German-born American Hudson River School Painter, 1830-1902
Bierstadt was born in Solingen, Germany. His family moved to New Bedford, Massachusetts, in 1833. He studied painting with the members of the D??sseldorf School in D??sseldorf, Germany from 1853 to 1857. He taught drawing and painting briefly before devoting himself to painting.
Bierstadt began making paintings in New England and upstate New York. In 1859, he traveled westward in the company of a Land Surveyor for the U.S. government, returning with sketches that would result in numerous finished paintings. In 1863 he returned west again, in the company of the author Fitz Hugh Ludlow, whose wife he would later marry. He continued to visit the American West throughout his career.
Though his paintings sold for princely sums, Bierstadt was not held in particularly high esteem by critics of his day. His use of uncommonly large canvases was thought to be an egotistical indulgence, as his paintings would invariably dwarf those of his contemporaries when they were displayed together. The romanticism evident in his choices of subject and in his use of light was felt to be excessive by contemporary critics. His paintings emphasized atmospheric elements like fog, clouds and mist to accentuate and complement the feel of his work. Bierstadt sometimes changed details of the landscape to inspire awe. The colors he used are also not always true. He painted what he believed is the way things should be: water is ultramarine, vegetation is lush and green, etc. The shift from foreground to background was very dramatic and there was almost no middle distance
Nonetheless, his paintings remain popular. He was a prolific artist, having completed over 500 (possibly as many as 4000) paintings during his lifetime, most of which have survived. Many are scattered through museums around the United States. Prints are available commercially for many. Original paintings themselves do occasionally come up for sale, at ever increasing prices. Related Paintings of Albert Bierstadt :. | Yellowstone Falls | The Wolf River | The Oregon Trail | Yosemite Valley | Prong-Horned Antelope |
Related Artists:James Otto Lewis
Italian Baroque Era Painter, active 1573-1644
A pupil of Francesco Morelli, he worked mainly in Rome, initially with a late-Mannerist style. He was also nicknamed Il Sordo del Barozzo. He published two books, The nine churches of Rome (1639) and The Lives of Painters, Sculptors, Architects and Engravers (active from 1572-1642)(1642). The last title is still seen as an important historical source for painters living in Rome during the life of Baglione.
Among those he chronicled, and for whom he was notorious in his animosity was Caravaggio, whose style had influenced him much. The latter was forced to leave the city after Baglione's accusations of sodomy. Baglione's Sacred love versus profane love, a response to Caravaggio's Love Victorious, shows an angel (Sacred Love) interrupting a 'meeting' between Cupid (Profane Love) and the Devil (portrayed with the face of Caravaggio).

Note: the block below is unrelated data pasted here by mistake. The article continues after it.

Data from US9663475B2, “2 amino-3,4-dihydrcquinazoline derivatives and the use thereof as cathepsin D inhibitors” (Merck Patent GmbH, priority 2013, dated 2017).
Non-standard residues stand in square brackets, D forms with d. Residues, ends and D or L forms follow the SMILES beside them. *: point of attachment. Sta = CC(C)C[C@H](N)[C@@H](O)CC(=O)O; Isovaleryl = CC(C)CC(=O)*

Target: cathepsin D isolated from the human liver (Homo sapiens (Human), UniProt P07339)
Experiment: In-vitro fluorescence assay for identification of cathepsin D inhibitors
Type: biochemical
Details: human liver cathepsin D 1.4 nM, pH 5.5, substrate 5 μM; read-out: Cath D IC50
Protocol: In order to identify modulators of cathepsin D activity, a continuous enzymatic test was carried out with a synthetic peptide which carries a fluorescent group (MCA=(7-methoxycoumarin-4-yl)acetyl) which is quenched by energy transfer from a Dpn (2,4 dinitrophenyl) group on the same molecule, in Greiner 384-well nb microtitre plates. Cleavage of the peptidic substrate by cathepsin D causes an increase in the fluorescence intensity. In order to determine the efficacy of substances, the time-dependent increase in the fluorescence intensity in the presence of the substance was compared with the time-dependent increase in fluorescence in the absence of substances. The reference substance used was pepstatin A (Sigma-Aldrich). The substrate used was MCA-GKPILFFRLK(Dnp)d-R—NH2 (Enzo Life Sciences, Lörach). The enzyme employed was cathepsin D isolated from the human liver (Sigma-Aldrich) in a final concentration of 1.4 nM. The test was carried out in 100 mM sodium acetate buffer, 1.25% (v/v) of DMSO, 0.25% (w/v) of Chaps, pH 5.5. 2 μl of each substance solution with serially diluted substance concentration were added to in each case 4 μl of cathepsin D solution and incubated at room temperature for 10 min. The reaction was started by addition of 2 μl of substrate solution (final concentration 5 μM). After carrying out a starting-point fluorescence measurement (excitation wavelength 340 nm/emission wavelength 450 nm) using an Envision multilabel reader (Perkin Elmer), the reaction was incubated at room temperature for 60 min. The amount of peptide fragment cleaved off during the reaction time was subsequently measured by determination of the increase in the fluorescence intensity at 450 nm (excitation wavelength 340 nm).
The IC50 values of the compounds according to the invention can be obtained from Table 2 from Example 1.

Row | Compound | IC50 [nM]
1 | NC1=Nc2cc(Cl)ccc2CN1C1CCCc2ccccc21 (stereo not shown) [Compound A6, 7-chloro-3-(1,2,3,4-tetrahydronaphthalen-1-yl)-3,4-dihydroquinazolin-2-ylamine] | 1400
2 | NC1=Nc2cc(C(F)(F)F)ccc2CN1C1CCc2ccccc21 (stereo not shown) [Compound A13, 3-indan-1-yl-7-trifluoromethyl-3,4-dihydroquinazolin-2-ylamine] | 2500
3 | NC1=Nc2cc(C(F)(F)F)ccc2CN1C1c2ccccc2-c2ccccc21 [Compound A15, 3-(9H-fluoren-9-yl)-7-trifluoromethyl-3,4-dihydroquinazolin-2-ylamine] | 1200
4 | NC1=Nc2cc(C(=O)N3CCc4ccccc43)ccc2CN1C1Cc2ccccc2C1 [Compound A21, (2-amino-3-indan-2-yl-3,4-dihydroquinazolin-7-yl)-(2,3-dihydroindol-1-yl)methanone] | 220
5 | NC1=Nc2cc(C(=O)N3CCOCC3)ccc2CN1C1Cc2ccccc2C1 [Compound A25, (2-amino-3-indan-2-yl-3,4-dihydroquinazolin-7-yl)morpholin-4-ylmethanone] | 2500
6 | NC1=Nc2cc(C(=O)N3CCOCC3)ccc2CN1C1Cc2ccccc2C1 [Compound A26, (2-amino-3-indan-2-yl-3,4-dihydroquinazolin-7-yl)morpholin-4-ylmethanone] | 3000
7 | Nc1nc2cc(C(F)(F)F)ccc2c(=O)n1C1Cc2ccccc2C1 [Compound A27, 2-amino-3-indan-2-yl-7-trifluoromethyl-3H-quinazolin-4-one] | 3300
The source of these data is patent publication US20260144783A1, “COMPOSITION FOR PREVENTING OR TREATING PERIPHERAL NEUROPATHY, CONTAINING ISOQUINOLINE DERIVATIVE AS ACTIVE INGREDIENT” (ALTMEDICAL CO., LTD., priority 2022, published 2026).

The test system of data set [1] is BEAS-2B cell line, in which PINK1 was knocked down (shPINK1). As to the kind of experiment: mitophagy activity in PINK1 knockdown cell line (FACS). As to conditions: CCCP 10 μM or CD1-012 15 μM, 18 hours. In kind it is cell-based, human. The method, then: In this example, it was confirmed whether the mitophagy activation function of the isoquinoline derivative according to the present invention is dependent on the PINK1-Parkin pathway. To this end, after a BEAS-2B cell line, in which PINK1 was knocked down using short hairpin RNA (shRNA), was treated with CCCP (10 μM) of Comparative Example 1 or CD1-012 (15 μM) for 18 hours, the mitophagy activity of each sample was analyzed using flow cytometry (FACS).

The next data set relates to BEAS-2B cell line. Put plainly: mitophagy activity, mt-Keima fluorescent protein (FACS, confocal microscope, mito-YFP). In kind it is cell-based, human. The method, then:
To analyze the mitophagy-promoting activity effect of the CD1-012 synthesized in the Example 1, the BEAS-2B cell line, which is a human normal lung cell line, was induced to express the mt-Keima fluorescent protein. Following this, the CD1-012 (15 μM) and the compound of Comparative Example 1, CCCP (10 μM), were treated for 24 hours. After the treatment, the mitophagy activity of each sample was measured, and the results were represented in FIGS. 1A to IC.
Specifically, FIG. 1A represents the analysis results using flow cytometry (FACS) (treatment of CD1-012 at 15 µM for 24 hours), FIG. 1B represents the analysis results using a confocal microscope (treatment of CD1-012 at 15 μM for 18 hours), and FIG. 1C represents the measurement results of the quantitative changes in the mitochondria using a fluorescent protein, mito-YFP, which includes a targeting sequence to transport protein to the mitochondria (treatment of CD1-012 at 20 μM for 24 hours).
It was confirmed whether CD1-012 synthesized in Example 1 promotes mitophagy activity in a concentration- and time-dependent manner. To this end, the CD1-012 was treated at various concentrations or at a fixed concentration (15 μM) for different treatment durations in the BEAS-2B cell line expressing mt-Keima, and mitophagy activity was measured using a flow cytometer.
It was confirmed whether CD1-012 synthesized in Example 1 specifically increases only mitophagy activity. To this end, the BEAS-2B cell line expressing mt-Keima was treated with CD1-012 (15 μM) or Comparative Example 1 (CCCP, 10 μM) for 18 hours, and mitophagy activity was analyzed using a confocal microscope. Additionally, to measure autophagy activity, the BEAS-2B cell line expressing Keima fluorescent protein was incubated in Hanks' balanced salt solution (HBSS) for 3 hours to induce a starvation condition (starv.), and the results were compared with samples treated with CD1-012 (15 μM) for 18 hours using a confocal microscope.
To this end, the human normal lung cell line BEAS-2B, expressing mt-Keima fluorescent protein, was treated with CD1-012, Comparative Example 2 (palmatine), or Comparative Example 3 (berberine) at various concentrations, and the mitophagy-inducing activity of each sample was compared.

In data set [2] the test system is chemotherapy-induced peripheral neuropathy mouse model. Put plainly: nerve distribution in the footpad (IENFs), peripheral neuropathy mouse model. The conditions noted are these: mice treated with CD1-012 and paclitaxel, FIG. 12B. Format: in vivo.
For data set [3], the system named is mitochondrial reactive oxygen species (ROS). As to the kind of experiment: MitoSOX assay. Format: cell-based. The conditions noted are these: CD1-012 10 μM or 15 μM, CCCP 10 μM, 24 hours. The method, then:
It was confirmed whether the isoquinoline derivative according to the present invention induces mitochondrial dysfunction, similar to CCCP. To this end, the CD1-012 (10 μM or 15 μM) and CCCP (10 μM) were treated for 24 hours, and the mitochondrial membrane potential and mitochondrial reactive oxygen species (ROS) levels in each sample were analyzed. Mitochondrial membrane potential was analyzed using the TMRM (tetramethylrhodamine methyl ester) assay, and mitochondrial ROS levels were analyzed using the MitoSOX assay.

He was employed in many considerable works in Rome during the pontificates of Clement VIII and Paul V. His main works are frescoes which can be seen in the Santa Maria Maggiore in Rome, in the Cappella Borghese. For the church of Santa Maria dell'Orto he painted in the chapel of Our Lady with the Zuccheri scenes from the life of the Blessed Virgin. Among other works which he executed for this church is a painting of Saint Sebastian. An excellent example of Baglione's work is The Last Supper at San Nicola in Carcere. From his brush also there is a Saint Stephen in the Cathedral at Perugia, and in that of Loreto a Saint Catherine. Pope Paul V knighted Baglione a Knight of the Order of Christ for his painting of Saint Peter Raising Tabitha from the Dead (1607) in St. Peter's Basilica. He also painted a St. Stephen for the cathedral of Perugia, and a St. Catharine for the cathedral of Loreto. The Giustizia hall at the Rocca dei Rossi was completely frescoed by Baglione. He died at Rome.ANGUISSOLA Sofonisba
Italian Mannerist Painter, 1532-1625
The best known of the sisters, she was trained, with Elena, by Campi and Gatti. Most of Vasari's account of his visit to the Anguissola family is devoted to Sofonisba, about whom he wrote: 'Anguissola has shown greater application and better grace than any other woman of our age in her endeavours at drawing; she has thus succeeded not only in drawing, colouring and painting from nature, and copying excellently from others, but by herself has created rare and very beautiful paintings'. Sofonisba's privileged background was unusual among woman artists of the 16th century, most of whom, like Lavinia Fontana (see FONTANA (ii),(2)), FEDE GALIZIA and Barbara Longhi (see LONGHI (i), (3)), were daughters of painters. Her social class did not, however, enable her to transcend the constraints of her sex. Without the possibility of studying anatomy, or drawing from life, she could not undertake the complex multi-figure compositions required for large-scale religious or history paintings. She turned instead to the models accessible to her, exploring a new type of portraiture with sitters in informal domestic settings. The influence of Campi, whose reputation was based on portraiture, is evident in her early works, such as the Self-portrait (Florence, Uffizi). Her work was allied to the worldly tradition of Cremona, much influenced by the art of Parma and Mantua, in which even religious works were imbued with extreme delicacy and charm. From Gatti she seems to have absorbed elements reminiscent of Correggio, beginning a trend that became marked in Cremonese painting of the late 16th century. This new direction is reflected in Lucia, Minerva and Europa Anguissola Playing Chess (1555; Poznan, N. Mus.) in which portraiture merges into a quasi-genre scene, a characteristic derived from Brescian models.